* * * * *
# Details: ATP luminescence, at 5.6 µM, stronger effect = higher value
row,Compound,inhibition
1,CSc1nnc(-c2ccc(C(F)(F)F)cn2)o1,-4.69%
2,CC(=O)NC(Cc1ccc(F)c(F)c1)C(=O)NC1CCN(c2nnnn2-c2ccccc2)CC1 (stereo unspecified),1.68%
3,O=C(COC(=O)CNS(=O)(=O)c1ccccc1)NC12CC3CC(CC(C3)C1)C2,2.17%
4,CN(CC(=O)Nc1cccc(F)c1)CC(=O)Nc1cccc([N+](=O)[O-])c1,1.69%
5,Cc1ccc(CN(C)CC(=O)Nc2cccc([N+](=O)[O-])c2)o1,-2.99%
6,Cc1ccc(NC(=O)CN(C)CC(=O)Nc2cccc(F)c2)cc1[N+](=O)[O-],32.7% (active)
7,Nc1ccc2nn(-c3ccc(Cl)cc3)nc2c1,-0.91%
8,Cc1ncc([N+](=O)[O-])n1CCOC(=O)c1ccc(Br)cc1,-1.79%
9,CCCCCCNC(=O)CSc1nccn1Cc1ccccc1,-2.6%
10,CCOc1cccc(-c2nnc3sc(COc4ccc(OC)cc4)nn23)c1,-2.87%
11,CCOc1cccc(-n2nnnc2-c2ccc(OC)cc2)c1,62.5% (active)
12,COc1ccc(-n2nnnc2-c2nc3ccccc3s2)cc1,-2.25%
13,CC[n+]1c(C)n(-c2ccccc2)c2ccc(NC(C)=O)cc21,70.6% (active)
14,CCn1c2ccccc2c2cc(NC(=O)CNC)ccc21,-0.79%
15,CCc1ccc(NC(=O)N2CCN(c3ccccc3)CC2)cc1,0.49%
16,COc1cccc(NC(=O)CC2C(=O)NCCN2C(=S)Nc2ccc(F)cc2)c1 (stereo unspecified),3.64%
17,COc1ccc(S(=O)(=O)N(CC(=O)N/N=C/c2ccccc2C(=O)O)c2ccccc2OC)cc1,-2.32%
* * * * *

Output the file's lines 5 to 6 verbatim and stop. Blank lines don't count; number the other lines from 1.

3,O=C(COC(=O)CNS(=O)(=O)c1ccccc1)NC12CC3CC(CC(C3)C1)C2,2.17%
4,CN(CC(=O)Nc1cccc(F)c1)CC(=O)Nc1cccc([N+](=O)[O-])c1,1.69%